Yawning and Migraine

Bülent Güven MDHayat Güven MDSelim Selçuk Çomoğlu MD

American headache Society February 2018 Volume58, Issue2, Pages 210-216

  • Abstract

Background

Yawning is considered to be a symptom that reflects dopaminergic activity, although its pathophysiological mechanism is not yet fully understood. Interestingly, repetitive yawning is seen in some patients during migraine attacks. The aim of this cross‐sectional study is to investigate the frequency of yawning during migraine attacks and its association with different characteristics of migraine.

Methods

Patients with migraine with or without aura were evaluated using questionnaires and diaries to determine the characteristics of headache and accompanying symptoms. Repetitive yawning in the premonitory phase and/or during headache were determined.

Results

Three hundred and thirty‐nine patients were included in the study. One hundred and fifty‐four patients reported repetitive yawning (45.4%) during migraine attacks. Repetitive yawning was reported in the 11.2% of the patients in the premonitory phase, 24.2% during headaches, and 10% both in the premonitory phase and during headaches. Migraine with aura (46.8 vs 31.9%; P = .005), accompanying nausea (89.6 vs 75.1%; P = .001), vomiting (48.7 vs 37.8%; P = .044), osmophobia (66.7 vs 52.3%; P = .024), and cutaneous allodynia (58.2 vs 46%; P = .032) were more common in patients with yawning than without. Other dopaminergic‐hypothalamic premonitory symptoms (41.6 vs 26.5%; P = .003), especially sleepiness (17.5 vs 5.9%; P = .001), irritability/anxiety (21.4% vs 11.4%; P = .019), nausea/vomiting (10.4 vs 4.3%; P = .03), and changes in appetite (18.2 vs 9.7%; P = .024), were also more frequent in patients with yawning than without. After being adjusted for all other relevant covariates, the odds of repetitive yawning were increased by the presence of nausea (OR 2.88; 95% CI 1.453‐5.726; P = .002) and migraine with aura (OR 1.66; 95% CI 1.035‐2.671; P = .036).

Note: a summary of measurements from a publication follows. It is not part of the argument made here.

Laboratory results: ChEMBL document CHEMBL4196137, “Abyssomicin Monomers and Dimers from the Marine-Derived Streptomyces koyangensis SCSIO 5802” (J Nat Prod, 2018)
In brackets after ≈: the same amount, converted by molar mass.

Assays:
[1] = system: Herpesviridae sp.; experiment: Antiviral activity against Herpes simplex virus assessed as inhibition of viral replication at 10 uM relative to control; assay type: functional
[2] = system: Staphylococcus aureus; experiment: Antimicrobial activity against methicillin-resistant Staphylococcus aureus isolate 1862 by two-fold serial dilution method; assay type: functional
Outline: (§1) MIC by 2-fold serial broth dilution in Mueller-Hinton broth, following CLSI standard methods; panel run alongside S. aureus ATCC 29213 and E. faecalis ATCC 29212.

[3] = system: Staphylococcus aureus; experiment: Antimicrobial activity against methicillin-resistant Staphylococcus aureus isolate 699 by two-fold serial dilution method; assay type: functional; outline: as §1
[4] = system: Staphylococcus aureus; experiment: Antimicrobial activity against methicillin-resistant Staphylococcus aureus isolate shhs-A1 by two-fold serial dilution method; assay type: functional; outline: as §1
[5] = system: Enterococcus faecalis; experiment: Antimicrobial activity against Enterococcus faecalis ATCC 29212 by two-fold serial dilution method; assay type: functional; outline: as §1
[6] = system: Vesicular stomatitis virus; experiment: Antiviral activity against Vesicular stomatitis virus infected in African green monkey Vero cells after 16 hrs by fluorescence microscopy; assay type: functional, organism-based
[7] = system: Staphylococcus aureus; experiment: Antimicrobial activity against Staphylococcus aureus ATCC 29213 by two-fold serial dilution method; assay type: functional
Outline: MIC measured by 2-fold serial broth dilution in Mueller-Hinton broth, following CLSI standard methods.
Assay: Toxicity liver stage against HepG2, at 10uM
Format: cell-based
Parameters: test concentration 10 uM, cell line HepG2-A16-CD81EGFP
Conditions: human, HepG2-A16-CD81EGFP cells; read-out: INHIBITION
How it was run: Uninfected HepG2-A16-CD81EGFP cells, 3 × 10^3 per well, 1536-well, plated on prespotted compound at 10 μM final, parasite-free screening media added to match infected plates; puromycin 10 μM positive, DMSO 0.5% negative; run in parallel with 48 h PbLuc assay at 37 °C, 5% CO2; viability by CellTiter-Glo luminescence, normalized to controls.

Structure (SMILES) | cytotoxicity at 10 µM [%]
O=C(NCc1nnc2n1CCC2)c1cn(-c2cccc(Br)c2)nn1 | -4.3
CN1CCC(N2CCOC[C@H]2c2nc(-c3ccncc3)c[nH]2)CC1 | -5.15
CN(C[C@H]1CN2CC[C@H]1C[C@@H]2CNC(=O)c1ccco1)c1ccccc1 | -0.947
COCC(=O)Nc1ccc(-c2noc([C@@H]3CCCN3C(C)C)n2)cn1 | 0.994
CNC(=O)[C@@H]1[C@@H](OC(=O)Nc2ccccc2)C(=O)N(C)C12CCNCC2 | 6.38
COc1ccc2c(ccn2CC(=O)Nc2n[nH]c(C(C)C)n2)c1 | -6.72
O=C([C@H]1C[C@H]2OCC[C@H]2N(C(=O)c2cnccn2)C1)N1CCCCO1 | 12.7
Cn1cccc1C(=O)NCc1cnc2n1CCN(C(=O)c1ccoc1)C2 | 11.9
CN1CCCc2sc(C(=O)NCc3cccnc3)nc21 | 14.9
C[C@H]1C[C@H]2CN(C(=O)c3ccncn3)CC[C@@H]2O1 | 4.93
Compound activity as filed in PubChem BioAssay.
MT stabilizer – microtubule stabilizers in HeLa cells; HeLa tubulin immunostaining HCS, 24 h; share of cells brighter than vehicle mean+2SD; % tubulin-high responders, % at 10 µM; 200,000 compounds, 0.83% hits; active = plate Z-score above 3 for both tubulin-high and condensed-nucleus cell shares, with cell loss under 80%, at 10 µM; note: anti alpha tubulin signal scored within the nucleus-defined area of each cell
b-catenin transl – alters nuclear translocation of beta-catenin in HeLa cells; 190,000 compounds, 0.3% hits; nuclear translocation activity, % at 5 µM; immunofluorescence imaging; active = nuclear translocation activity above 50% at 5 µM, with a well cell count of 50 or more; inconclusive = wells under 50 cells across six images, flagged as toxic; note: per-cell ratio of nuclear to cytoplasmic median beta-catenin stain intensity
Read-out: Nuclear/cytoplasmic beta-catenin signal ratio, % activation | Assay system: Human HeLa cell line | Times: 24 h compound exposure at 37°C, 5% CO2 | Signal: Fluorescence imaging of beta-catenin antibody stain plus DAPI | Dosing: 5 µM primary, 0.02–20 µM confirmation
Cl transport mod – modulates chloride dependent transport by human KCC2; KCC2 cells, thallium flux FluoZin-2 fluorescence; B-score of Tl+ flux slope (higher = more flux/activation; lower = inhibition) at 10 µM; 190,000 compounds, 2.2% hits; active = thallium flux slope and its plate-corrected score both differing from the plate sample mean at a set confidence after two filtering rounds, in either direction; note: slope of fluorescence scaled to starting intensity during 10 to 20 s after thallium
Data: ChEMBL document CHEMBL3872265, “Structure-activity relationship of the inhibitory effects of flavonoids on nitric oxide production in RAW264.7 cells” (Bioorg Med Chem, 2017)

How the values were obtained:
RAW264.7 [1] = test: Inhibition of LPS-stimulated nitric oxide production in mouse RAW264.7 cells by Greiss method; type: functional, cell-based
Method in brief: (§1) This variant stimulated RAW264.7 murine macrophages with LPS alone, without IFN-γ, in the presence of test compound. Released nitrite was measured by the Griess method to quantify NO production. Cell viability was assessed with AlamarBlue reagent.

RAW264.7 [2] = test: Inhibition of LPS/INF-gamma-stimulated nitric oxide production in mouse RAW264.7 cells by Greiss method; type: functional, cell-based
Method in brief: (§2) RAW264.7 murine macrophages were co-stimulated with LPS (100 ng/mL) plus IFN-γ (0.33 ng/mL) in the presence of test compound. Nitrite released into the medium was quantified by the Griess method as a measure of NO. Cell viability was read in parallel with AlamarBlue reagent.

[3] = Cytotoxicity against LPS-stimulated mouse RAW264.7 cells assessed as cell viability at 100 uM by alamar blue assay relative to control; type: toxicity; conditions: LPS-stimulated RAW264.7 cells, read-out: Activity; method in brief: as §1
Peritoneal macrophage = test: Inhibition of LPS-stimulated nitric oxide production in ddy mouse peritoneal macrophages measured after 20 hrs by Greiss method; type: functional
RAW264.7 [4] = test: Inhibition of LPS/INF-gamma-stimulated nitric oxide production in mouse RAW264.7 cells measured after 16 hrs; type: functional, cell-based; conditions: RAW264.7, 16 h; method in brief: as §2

Conclusions

Our results demonstrated that yawning is a common self‐reported symptom leading or accompanying migraine attacks and is associated with aura, nausea and/or vomiting, osmophobia, and cutaneous allodynia in patients with migraine. Although yawning is a rather frequently seen behavior, it is a unique and reliable symptom in patients with migraine that may offer an opportunity for early treatment of migraine attacks.

 

 

    •